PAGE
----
• Angled ceiling mount: If your ceiling is sloped, you may need to purchase an angled mount to allow the fan to correctly function. It may already be included in the fan unit kit, or you can buy one separately for about $20–$40.
  • Smart wall switch conversion kit: For about $45–$60, you can convert your regular ceiling fan into a smart fan using a wall switch conversion kit. This typically allows you to utilize your mobile device as a remote control and even hook your fan up to a smart thermostat.
  • Decorations: You can choose to update the look of any ceiling fan with decorative downrods, pull chains, finials, or other small bits of hardware. This should only add a few dollars each to the total cost.

Labor Costs

An average handyman can typically handle ceiling fan installation if the correct electrical wiring is already in place and there’s easy attic access to the necessary ceiling. The hourly rate of a general repair contractor is typically around $25–$50. The more complex the installation, the more you can expect to pay, so labor can cost anywhere from $50–$200.

Wiring or Electrical Installation

This is the potentially expensive portion of ceiling fan installation. If the ceiling isn’t already wired for a fan, you’ll need to hire a licensed electrician to run wires to the correct location. You may also need a fan-rated junction box and the correct circuit breakers to handle the electrical load. Electricians tend to charge $50–$100 per hour, and there may be a flat service fee per visit. For especially complex installations that involve adding new circuits, you may pay up to $2,000.

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Professional vs. DIY

In most cases, professional installation is the best choice for new ceiling fans. Here’s why.

Professional Ceiling Fan Installation

Because installing a ceiling fan requires dealing with live wires, it’s usually wise to hire a pro. Professional contractors will have all the required tools, such as ladders and safety equipment. If you’re putting a ceiling fan where there wasn’t one before, or you need any kind of additional wiring, it’s important to hire a licensed electrician. They cost more than general handymen, but have the necessary training to do work that meets all building codes.

DIY Ceiling Fan Installation

If you’re simply replacing one ceiling fan with another similar unit on a low ceiling, you may be able to do the work yourself. However, it’s important to remember that you’re still dealing with a substantial safety risk in the form of live wires. You’re also installing a heavy piece of overhead equipment while standing on a ladder. If the fan isn’t installed correctly, it could damage your ceiling, electrical system, or somebody sitting underneath it. If you’re not absolutely sure of your home improvement skills, have a professional install it instead.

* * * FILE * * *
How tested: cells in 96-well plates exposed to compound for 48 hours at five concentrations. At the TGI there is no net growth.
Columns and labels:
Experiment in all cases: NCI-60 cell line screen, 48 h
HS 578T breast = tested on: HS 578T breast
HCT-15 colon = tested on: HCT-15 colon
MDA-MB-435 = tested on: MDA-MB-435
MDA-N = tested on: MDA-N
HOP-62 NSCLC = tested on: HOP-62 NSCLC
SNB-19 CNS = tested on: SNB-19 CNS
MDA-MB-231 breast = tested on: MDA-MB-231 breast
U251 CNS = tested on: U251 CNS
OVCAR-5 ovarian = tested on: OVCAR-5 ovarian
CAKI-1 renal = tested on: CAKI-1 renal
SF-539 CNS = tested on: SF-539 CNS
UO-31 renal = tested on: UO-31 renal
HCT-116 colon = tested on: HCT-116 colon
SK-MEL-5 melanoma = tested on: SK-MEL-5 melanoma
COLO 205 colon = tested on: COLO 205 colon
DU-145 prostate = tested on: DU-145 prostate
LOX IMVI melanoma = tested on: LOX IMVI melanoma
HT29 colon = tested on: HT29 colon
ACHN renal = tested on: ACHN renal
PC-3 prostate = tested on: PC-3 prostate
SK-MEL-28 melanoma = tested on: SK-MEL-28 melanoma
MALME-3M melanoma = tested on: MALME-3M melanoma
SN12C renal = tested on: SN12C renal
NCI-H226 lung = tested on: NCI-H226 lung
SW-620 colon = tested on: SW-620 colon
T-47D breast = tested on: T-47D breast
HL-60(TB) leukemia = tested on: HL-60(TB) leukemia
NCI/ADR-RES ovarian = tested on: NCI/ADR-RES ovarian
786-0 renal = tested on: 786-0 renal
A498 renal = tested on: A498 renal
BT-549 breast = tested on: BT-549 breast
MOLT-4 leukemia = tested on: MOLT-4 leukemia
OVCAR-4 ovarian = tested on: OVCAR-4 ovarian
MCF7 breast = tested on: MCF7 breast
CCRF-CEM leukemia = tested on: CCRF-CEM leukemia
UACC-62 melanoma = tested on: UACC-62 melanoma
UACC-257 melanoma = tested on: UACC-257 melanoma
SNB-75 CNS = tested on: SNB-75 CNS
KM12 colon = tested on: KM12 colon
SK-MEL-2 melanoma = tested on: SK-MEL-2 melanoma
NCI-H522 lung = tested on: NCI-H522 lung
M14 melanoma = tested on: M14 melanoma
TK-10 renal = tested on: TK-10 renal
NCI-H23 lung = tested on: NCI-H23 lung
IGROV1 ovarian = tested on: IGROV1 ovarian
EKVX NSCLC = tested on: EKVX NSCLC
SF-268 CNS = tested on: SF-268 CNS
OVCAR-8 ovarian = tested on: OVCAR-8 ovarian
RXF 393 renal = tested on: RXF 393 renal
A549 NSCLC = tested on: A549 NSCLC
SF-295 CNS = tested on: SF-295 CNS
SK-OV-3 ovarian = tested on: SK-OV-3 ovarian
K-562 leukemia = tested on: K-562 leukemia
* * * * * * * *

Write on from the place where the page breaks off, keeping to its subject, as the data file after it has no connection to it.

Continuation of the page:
Our Conclusion

Installing a ceiling fan can help keep your home’s interior cool in the summer and warm in the winter. A fan is much cheaper to install and run than an air conditioner, so even if you have central AC, choosing to use a fan in milder weather can lower your energy bills. It’s usually a good idea to hire a professional installer, and is necessary if you need new wiring. Ask around and get at least three estimates from local contractors before choosing one to install your new ceiling fan.

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FAQ About Installing a Ceiling Fan

Will electricians install ceiling fans?

According to Home Depot, professional electricians will install ceiling fans. Moreover, a licensed electrician must be the one to install the fan if your ceiling isn’t already wired.

Is installing a ceiling fan worth it?

Ceiling fans cost substantially less to install and run than air conditioners. If you live in a temperate climate where a fan can be used in place of an AC unit, the fan is well worth the cost of installation.

Does installing ceiling fans increase home value?

Installing a ceiling fan is a small upgrade that can increase your home’s desirability, making it worth more on the real estate market. Fans can also increase a room’s comfort and amount of available light.

Are ceiling fans difficult to install?

Replacing an existing ceiling fan is a relatively simple task. However, homeowners will need to hire a licensed electrician for any home wiring changes.